Fixed Income

Dig deeper into fixed income for yield

fixed income yield

Fixed income investors can still find yield, but will have to look beyond safe sectors, such as government bonds, to do so.

Investors reliant on fixed income and seeking higher rates of return should consider broadening their exposure to the asset class and moving higher up the risk curve to offset the current low yield from bonds, according to a global investment manager.

Schroder Investment Management deputy head of fixed income Stuart Dear said bond yields were likely to remain soft as that would help drive the economic recovery following COVID-19-induced market downfalls and investors would have to look to the wider fixed income universe for returns.

“Cash rates are at zero and term deposits available for retail investors are also very close to zero, so there is a temptation to put money under the mattress,” Dear said.

“But the problem is not just in cash, it’s more broadly in fixed income. In the global fixed income universe, only 29 per cent of that universe is yielding greater than 1 per cent.”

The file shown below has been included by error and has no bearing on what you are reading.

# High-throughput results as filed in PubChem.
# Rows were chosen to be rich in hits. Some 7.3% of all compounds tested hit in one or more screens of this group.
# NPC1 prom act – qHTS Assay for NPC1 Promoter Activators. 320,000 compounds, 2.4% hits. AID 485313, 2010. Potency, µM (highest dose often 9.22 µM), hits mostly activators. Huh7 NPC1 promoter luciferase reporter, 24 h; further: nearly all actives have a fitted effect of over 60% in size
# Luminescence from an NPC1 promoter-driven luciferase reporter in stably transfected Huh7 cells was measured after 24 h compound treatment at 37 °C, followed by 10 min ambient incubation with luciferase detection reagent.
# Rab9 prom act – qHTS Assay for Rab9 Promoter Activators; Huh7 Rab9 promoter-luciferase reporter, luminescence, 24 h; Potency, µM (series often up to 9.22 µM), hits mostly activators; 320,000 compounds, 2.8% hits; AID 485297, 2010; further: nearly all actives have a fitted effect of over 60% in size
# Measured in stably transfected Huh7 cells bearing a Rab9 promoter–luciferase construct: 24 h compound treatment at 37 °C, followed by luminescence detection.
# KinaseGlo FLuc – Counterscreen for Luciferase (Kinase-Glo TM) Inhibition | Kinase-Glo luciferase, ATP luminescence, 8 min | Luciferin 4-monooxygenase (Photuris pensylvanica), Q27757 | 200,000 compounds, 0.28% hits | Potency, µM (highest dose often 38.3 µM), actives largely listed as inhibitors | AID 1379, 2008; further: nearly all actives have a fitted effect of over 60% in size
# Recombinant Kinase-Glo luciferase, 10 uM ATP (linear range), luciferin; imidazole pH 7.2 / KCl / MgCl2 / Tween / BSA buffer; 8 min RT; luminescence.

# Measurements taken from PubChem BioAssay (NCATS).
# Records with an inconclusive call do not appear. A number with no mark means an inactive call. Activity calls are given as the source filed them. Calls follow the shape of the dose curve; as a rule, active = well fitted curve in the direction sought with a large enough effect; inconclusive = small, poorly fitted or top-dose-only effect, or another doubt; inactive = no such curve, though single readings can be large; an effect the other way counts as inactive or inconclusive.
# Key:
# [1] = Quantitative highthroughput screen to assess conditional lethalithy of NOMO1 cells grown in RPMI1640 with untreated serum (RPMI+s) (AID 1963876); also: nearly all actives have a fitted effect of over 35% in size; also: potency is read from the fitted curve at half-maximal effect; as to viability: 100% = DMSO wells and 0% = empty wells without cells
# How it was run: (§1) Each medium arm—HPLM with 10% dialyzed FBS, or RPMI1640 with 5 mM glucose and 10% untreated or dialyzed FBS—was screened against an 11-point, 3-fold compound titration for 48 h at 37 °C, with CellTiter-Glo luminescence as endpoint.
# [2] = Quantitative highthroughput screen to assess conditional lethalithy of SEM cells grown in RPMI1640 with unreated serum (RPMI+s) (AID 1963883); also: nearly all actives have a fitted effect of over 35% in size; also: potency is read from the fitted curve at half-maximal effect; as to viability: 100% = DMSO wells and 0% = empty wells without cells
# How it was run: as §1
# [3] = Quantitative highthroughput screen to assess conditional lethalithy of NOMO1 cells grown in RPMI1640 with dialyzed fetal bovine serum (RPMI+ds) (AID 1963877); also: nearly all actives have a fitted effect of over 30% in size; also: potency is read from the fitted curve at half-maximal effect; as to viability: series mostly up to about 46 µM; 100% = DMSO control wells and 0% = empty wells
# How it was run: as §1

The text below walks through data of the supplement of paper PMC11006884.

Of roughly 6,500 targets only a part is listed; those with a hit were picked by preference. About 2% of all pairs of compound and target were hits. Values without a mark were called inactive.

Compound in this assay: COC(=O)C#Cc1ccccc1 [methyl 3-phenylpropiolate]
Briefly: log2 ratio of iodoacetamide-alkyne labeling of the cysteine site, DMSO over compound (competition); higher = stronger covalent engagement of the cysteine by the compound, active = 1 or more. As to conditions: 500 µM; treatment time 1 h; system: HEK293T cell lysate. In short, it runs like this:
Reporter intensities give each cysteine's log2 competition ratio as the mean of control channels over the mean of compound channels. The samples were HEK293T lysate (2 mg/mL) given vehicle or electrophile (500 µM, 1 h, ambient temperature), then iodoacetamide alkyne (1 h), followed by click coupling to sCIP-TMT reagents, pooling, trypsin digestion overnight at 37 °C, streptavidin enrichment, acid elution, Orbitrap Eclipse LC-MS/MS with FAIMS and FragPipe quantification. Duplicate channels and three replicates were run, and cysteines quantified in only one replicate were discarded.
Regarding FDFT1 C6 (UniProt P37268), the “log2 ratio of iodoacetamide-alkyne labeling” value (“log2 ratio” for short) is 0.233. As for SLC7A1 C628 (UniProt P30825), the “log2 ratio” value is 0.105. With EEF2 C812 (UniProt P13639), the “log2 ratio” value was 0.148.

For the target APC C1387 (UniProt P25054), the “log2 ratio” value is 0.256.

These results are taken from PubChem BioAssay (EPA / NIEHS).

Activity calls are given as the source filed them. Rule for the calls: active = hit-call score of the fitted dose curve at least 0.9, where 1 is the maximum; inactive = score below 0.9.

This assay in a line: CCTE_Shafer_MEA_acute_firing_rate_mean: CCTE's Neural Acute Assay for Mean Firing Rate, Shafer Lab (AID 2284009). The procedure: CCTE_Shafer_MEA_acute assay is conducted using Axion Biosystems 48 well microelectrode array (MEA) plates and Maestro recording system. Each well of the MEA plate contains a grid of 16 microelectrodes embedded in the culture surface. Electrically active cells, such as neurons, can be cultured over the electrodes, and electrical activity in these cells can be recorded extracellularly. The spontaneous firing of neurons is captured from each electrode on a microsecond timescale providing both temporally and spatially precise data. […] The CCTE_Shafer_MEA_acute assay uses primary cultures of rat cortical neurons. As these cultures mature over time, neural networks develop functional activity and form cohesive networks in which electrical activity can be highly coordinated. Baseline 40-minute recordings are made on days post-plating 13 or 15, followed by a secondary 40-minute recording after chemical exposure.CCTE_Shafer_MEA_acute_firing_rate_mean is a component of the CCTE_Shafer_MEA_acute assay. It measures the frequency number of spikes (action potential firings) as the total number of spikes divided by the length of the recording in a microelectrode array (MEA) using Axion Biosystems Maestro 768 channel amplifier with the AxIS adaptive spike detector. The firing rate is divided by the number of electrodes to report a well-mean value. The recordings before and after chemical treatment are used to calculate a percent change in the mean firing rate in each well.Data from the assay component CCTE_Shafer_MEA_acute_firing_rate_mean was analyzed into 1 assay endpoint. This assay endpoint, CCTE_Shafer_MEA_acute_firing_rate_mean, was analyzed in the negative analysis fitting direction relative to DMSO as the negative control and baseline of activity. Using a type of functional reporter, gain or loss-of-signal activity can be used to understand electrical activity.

He said the percentage of the global fixed income market yielding less than zero had not changed, but higher yielding markets, including the United States, had been pulled down to below 1 per cent in the government bond space.

As a result of this shift, Dear recommended investors consider looking beyond Australian and overseas government bonds into other fixed income offerings.

“Government yields – whether Australia or globally – are sub-1 per cent at the moment, but there is no need to take on too much extra risk to step out into the investment-grade space and earn about 2 per cent, and then there are further opportunities up the risk curve you can earn about 5 per cent in higher-yielding assets,” Dear explained.

Fixed income sectors returning more than 2.5 per cent included European and Asian credit, emerging market bonds and global high yield, and it was important not to limit fixed income investments to only one sector, he noted.

“The key point is to make use of the breadth of fixed income. While on aggregate yields are low, there’s opportunity to access yield and to improve diversification in a portfolio by using different assets across the spectrum. There is yield out there and a well-managed fixed income portfolio should make use of that,” he said.


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